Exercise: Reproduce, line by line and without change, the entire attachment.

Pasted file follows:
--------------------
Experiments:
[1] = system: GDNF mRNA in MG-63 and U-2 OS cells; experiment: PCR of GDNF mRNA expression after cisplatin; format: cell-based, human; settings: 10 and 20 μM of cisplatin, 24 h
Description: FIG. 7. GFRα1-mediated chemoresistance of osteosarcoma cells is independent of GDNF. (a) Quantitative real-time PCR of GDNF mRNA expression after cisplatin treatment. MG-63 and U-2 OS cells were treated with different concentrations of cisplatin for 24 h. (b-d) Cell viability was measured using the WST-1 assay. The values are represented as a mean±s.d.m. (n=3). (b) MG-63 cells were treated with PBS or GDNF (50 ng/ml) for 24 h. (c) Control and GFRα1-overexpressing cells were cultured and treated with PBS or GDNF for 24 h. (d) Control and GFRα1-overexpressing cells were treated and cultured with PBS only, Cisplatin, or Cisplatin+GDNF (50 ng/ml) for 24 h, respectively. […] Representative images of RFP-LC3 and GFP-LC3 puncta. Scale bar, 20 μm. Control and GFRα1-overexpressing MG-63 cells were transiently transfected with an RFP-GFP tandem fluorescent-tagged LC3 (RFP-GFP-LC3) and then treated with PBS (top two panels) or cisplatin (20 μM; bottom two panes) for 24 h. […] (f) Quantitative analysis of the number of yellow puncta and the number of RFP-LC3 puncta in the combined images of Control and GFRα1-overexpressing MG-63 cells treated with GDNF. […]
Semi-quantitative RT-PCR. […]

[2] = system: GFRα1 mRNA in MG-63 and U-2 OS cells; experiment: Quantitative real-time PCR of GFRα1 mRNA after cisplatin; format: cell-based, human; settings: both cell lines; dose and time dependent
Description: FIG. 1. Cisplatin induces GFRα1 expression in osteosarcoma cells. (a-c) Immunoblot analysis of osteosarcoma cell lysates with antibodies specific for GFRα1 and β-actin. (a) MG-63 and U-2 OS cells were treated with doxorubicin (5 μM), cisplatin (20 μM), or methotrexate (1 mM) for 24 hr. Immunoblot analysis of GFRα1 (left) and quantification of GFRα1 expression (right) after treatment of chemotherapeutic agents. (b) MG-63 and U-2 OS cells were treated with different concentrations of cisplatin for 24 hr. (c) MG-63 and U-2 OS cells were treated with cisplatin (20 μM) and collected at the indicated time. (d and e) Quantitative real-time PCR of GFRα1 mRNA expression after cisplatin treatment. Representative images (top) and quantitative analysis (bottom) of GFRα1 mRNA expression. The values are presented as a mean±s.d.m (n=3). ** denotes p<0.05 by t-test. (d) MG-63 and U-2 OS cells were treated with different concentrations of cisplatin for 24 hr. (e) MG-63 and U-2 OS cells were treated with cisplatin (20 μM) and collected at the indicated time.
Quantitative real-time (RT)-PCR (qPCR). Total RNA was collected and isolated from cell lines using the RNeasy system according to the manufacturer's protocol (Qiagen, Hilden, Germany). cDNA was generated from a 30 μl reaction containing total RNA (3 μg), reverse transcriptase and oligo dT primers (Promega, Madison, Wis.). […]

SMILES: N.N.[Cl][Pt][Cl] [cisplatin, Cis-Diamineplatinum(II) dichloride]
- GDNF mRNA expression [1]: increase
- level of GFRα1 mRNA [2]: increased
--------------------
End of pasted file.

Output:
Experiments:
[1] = system: GDNF mRNA in MG-63 and U-2 OS cells; experiment: PCR of GDNF mRNA expression after cisplatin; format: cell-based, human; settings: 10 and 20 μM of cisplatin, 24 h
Description: FIG. 7. GFRα1-mediated chemoresistance of osteosarcoma cells is independent of GDNF. (a) Quantitative real-time PCR of GDNF mRNA expression after cisplatin treatment. MG-63 and U-2 OS cells were treated with different concentrations of cisplatin for 24 h. (b-d) Cell viability was measured using the WST-1 assay. The values are represented as a mean±s.d.m. (n=3). (b) MG-63 cells were treated with PBS or GDNF (50 ng/ml) for 24 h. (c) Control and GFRα1-overexpressing cells were cultured and treated with PBS or GDNF for 24 h. (d) Control and GFRα1-overexpressing cells were treated and cultured with PBS only, Cisplatin, or Cisplatin+GDNF (50 ng/ml) for 24 h, respectively. […] Representative images of RFP-LC3 and GFP-LC3 puncta. Scale bar, 20 μm. Control and GFRα1-overexpressing MG-63 cells were transiently transfected with an RFP-GFP tandem fluorescent-tagged LC3 (RFP-GFP-LC3) and then treated with PBS (top two panels) or cisplatin (20 μM; bottom two panes) for 24 h. […] (f) Quantitative analysis of the number of yellow puncta and the number of RFP-LC3 puncta in the combined images of Control and GFRα1-overexpressing MG-63 cells treated with GDNF. […]
Semi-quantitative RT-PCR. […]

[2] = system: GFRα1 mRNA in MG-63 and U-2 OS cells; experiment: Quantitative real-time PCR of GFRα1 mRNA after cisplatin; format: cell-based, human; settings: both cell lines; dose and time dependent
Description: FIG. 1. Cisplatin induces GFRα1 expression in osteosarcoma cells. (a-c) Immunoblot analysis of osteosarcoma cell lysates with antibodies specific for GFRα1 and β-actin. (a) MG-63 and U-2 OS cells were treated with doxorubicin (5 μM), cisplatin (20 μM), or methotrexate (1 mM) for 24 hr. Immunoblot analysis of GFRα1 (left) and quantification of GFRα1 expression (right) after treatment of chemotherapeutic agents. (b) MG-63 and U-2 OS cells were treated with different concentrations of cisplatin for 24 hr. (c) MG-63 and U-2 OS cells were treated with cisplatin (20 μM) and collected at the indicated time. (d and e) Quantitative real-time PCR of GFRα1 mRNA expression after cisplatin treatment. Representative images (top) and quantitative analysis (bottom) of GFRα1 mRNA expression. The values are presented as a mean±s.d.m (n=3). ** denotes p<0.05 by t-test. (d) MG-63 and U-2 OS cells were treated with different concentrations of cisplatin for 24 hr. (e) MG-63 and U-2 OS cells were treated with cisplatin (20 μM) and collected at the indicated time.
Quantitative real-time (RT)-PCR (qPCR). Total RNA was collected and isolated from cell lines using the RNeasy system according to the manufacturer's protocol (Qiagen, Hilden, Germany). cDNA was generated from a 30 μl reaction containing total RNA (3 μg), reverse transcriptase and oligo dT primers (Promega, Madison, Wis.). […]

SMILES: N.N.[Cl][Pt][Cl] [cisplatin, Cis-Diamineplatinum(II) dichloride]
- GDNF mRNA expression [1]: increase
- level of GFRα1 mRNA [2]: increased